I have a suspicious rumble, or maybe I'm just not used to the louder road noise of this car compared to other cars I've owned. I tried swerving gently left and right at about 50mph, it changes very little. It could be a bearing, a tire, or alignment. Since I'm new to the car, I'll just have to wait and see if it gets worse. I suspect it's normal for this car. You should try the gentle swerving, if it's noticeably worse in one direction, it's probably on the side you're putting the increased load on.

#13 edrach

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Posted 01 May 2005 - 09:57 AM

An easy way is to jack up the front end with the car in neutral and the handbrake off. Put your hand on the spring in the strut and spin the tire by hand. You'll feel the vibration of a bad bearing in the spring long before you feel any wobble using the other methods. The same method can be used on the back wheels although there's more mass involved in the rear drivetrain. If you find a bad bearing in the front, do them both; if you don't, you'll be doing the other shortly anyway. Also check to be sure the castle nut is tight; it makes the same noise as a bad wheel bearing.

#14 frag

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Posted 01 May 2005 - 10:19 AM

May I add something to Gnumans plan:
If the wheel can move, get someone to apply the brake firmly. If the movement stops, then the bearing is worn. If a ball joint is worn, braking won't control the movement.

Put your hand on the spring in the strut and spin the tire by hand. You'll feel the vibration of a bad bearing in the spring long before you feel any wobble using the other methods.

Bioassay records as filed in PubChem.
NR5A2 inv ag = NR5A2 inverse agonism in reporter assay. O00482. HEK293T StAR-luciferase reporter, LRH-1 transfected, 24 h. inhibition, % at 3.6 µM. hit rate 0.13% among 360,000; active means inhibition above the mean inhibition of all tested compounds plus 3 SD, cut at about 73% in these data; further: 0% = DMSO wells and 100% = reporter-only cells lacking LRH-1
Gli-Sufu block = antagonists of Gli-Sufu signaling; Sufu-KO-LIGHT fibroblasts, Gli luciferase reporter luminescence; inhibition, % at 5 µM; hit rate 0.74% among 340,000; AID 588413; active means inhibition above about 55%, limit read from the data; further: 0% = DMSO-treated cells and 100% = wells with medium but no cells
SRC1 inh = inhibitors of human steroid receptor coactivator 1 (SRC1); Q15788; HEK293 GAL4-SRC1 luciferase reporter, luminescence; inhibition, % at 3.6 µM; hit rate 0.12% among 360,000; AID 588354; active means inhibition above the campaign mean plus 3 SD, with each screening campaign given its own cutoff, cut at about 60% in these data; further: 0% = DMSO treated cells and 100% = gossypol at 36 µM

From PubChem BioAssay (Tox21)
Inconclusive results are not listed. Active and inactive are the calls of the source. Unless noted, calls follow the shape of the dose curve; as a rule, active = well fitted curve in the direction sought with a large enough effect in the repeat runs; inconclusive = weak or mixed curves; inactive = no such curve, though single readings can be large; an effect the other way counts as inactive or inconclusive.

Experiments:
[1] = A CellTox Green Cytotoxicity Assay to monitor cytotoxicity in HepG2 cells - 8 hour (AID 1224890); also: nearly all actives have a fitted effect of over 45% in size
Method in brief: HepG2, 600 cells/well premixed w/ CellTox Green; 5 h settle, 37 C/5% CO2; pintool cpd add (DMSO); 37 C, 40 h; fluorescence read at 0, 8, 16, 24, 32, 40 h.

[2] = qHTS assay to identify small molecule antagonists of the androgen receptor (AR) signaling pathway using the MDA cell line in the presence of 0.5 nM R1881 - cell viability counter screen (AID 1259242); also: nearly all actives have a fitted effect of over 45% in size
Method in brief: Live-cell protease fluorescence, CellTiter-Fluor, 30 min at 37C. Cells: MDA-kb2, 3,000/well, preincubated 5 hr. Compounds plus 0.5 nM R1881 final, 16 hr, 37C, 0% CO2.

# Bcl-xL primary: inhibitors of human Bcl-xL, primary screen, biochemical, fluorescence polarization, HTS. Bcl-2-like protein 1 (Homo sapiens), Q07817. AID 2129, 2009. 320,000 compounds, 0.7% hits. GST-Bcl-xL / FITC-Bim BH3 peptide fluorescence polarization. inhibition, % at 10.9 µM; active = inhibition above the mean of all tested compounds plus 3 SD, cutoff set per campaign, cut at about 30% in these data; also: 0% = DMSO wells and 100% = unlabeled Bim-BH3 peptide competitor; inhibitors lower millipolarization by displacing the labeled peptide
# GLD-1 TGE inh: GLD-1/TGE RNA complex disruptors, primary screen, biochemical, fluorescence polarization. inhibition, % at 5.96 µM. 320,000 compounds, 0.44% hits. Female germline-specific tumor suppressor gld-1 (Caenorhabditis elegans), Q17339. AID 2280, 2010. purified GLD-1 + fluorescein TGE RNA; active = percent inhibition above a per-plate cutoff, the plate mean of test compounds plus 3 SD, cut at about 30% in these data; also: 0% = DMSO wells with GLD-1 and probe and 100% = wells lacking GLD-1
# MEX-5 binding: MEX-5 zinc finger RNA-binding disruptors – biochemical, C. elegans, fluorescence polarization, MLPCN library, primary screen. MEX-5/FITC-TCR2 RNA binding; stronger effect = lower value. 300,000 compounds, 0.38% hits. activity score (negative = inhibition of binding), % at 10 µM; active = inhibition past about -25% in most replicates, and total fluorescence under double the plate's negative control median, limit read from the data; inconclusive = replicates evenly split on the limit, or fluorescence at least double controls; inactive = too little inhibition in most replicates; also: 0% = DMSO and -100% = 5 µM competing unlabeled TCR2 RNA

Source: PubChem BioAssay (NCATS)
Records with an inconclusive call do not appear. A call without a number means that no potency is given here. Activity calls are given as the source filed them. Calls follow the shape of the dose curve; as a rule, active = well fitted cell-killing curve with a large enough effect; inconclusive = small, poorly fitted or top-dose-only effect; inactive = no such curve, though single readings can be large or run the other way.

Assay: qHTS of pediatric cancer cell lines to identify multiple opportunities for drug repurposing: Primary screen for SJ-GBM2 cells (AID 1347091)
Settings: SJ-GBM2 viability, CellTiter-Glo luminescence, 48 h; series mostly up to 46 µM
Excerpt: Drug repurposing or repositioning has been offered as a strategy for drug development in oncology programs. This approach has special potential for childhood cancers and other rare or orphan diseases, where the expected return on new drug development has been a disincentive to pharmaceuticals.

Reading on this Board is like attending Car Repair University. You guys are realy clever. I learn new things every day. Thanks.
A lurker.

#15 Setright

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Posted 01 May 2005 - 10:51 AM

Thanks :-)

Not to dis Edrach: Wouldn't it be prudent to lift the entire car...think AWD!

#16 edrach

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Posted 01 May 2005 - 11:41 AM

Check the castle nut for tightness; not uncommon for them to loosen up and cause the rumble; quick and easy check to do.

I have a suspicious rumble, or maybe I'm just not used to the louder road noise of this car compared to other cars I've owned. I tried swerving gently left and right at about 50mph, it changes very little. It could be a bearing, a tire, or alignment. Since I'm new to the car, I'll just have to wait and see if it gets worse. I suspect it's normal for this car. You should try the gentle swerving, if it's noticeably worse in one direction, it's probably on the side you're putting the increased load on.



#17 Scottbaru

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Posted 01 May 2005 - 12:13 PM

Thanks :-)

Not to dis Edrach: Wouldn't it be prudent to lift the entire car...think AWD!

If you spin a front wheel and it turns a rear wheel, you either have a limited-slip front diff, or a bigger problem than we're talking about.

Thanks for the castle-nut tip, I'll have it up on jackstands for a look-under soon. Hopefully Haynes has procedures for torqueing that nut.

#18 Scottbaru

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Posted 01 May 2005 - 12:23 PM

I found this on the Timken site http://www.timken.co...artCatalog.aspx, shouldn't there be an outer bearing assembly? This site has bearings for tranny, diffs, etc, in case you need to look them up.

Part TypeLocationTimken Part NumberQty Req.OptionFootnote
Bearing Assy inner517008 1
Seal inner1993 1
Seal outer225650 1

#19 edrach

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Posted 01 May 2005 - 01:40 PM

If it's AWD yes it is; I was thinking of the 4WD cars when I did this since I went through this with my old GL wagon. Not sure how well this works with AWD since there's more mass involved with spinning the wheel.

Thanks :-)

Not to dis Edrach: Wouldn't it be prudent to lift the entire car...think AWD!